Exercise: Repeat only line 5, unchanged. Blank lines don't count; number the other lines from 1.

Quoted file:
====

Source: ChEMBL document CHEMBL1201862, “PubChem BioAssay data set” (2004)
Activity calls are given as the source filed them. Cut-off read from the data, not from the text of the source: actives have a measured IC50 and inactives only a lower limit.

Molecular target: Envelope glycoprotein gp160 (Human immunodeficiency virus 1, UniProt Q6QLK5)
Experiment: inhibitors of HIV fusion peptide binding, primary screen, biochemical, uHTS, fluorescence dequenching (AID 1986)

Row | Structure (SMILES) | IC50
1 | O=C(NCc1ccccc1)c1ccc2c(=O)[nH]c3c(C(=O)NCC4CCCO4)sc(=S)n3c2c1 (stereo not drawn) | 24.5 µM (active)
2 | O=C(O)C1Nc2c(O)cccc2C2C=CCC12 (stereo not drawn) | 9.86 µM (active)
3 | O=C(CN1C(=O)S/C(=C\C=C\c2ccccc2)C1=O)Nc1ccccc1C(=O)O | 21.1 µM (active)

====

Row | Structure (SMILES) | IC50